To some extent, what we have seen is a shift to ‘compliance reporting’, by which organizations have sought to meet the formal requirements but then limited further comment. I sense is that we will see the pendulum swing the other way, with a greater demand for leaders to provide more detailed narratives that are answerable to (and tested by) the ever-increasing transparency of the data. Accountability and transparency go hand in hand, so we should expect leaders to be more answerable to their stakeholders than ever before.


One thing that isn’t going to happen is life becoming simpler. Complexity will necessarily increase as a consequence of the challenges above, and it’s as true as ever that ‘ what got us to here, will not take us to where we need to go’. In this environment, leadership that’s focused on a single individual, however charismatic or talented, will not be sufficient — and even a united senior team is unlikely to deliver the transformational change that some organizations will require. The most successful companies already devolve decision making, but simply segmenting responsibility (by, for example, allocating Values to HR or Efficiencies to Operations) will also not be enough. As complexity increases the role of leadership must shift even further from a focus on decision making and control, to that of engendering a collective ownership of direction and priorities. In short, leadership will increasingly be about demonstrably living the organization’s collective values and goals as much as setting them.


The average lifespan of a business is shortening — it’s currently somewhere around 10 years — and most of those long-standing companies that continue to thrive do so by continual adaptation if not entire reinvention. We all know that the last decade has hit the retail sector particularly hard but arguably greater and more fundamental challenges lie ahead for others — consider the challenges facing the leaders in say, heavy engineering, hi-tech manufacturing, distribution, combustible engine manufacturing…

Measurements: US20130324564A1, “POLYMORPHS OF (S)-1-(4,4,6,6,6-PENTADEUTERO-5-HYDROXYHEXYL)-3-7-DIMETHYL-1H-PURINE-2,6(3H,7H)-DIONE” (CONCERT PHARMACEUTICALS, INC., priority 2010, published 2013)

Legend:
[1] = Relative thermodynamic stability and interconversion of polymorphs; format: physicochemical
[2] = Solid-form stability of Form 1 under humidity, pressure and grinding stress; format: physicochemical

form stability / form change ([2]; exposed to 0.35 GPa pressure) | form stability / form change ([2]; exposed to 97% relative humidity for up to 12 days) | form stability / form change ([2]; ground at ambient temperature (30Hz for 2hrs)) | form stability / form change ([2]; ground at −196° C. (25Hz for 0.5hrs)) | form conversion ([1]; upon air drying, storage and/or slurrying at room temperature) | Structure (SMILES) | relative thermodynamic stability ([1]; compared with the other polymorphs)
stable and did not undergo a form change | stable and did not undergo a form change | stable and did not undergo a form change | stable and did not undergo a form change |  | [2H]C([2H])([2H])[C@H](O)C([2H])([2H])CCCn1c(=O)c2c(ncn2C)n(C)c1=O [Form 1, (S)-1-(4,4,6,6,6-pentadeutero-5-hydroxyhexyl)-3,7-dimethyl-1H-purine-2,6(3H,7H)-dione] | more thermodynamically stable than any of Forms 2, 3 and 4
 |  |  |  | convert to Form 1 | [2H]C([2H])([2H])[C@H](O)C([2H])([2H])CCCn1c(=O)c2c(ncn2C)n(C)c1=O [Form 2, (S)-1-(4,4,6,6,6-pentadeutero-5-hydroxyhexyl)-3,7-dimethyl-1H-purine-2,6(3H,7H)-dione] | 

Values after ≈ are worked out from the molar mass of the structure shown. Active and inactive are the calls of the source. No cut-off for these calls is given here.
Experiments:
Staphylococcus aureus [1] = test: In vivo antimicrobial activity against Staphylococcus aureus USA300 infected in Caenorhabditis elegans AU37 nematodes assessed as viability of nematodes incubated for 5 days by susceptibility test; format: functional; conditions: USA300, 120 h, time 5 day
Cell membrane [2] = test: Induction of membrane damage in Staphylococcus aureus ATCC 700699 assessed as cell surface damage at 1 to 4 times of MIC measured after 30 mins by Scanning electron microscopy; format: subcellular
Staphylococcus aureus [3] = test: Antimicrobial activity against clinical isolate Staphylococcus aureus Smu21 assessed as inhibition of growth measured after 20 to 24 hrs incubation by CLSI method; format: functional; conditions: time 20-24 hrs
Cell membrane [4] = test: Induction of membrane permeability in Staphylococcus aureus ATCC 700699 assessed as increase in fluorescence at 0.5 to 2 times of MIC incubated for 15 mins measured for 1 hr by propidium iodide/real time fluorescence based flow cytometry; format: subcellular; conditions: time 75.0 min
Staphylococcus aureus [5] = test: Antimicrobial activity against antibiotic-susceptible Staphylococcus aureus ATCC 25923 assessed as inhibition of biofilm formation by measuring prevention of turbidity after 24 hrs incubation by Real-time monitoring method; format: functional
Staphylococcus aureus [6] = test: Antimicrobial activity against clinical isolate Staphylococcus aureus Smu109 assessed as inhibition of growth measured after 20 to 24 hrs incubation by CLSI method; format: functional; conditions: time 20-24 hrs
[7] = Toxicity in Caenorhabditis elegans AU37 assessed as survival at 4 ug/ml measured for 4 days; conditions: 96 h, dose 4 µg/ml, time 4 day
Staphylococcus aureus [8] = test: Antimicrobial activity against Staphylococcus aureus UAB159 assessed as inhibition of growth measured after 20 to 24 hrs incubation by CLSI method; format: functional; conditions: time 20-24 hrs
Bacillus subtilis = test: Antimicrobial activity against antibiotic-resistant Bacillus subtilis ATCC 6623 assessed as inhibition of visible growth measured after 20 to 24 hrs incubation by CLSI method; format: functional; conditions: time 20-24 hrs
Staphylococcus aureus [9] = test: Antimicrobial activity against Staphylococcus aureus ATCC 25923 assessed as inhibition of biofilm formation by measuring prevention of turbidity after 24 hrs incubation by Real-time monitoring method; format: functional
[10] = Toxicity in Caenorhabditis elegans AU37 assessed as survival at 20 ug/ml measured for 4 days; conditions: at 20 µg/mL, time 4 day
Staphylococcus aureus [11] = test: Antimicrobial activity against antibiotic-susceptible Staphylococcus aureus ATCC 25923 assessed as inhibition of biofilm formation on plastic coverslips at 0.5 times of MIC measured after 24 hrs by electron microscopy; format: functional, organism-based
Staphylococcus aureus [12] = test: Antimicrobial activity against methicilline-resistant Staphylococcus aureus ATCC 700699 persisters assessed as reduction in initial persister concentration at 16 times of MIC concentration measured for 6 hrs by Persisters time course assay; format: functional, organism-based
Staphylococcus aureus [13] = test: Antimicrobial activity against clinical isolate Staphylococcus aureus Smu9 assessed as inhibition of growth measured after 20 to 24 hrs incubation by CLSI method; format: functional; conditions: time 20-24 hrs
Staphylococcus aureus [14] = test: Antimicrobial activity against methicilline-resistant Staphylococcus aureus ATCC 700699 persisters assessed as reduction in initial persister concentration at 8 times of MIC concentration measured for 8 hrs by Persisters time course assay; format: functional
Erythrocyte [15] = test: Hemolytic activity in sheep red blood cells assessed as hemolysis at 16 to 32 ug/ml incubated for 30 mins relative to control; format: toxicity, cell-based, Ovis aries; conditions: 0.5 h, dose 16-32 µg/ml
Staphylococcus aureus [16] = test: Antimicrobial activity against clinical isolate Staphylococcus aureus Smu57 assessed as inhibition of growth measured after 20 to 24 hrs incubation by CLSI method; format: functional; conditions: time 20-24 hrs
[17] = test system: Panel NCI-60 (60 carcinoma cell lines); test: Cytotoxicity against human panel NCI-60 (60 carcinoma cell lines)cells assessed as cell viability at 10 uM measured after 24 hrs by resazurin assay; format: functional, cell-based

For many businesses — be they start-ups or global giants — the next decade is likely to involve some truly critical calls. Leaders will need to listen, to delegate, to set goals — all that we have considered so far — but they must also have courage, since many of the key decisions will require acting on beliefs in the absence of certainty. The word courage has its origins in the old French and Latin words for ‘heart’ or ‘seat of our feelings’ — and in that sense, it is subtly different to bravery or resolve. These qualities will be helpful too, for boldness and determination are how we must put our beliefs into practice, and acting together, they will be as fundamental to success as any analysis or epiphany.


I was tempted to title this last section ‘fun’, for enjoyment in the task is surely essential in any leader, whatever their era. But in zest I am hinting at something more. For if we bring energy and enthusiasm to the mix — ideally in a manner that’s infectious to others — then what’s daunting becomes exciting; what seems an obstacle becomes an opportunity — and thereby all the more achievable.

Leaders must not fear the challenges of the next ten years — rather, they should see them as a golden chance: unique, inspiring and seminal to our futures. Leadership in this context is a privilege and remembering as much, every time we turn up for our colleagues or ourselves, is a challenge we should all look forward too.

Happy new year — and here’s to a Roaring Twenties!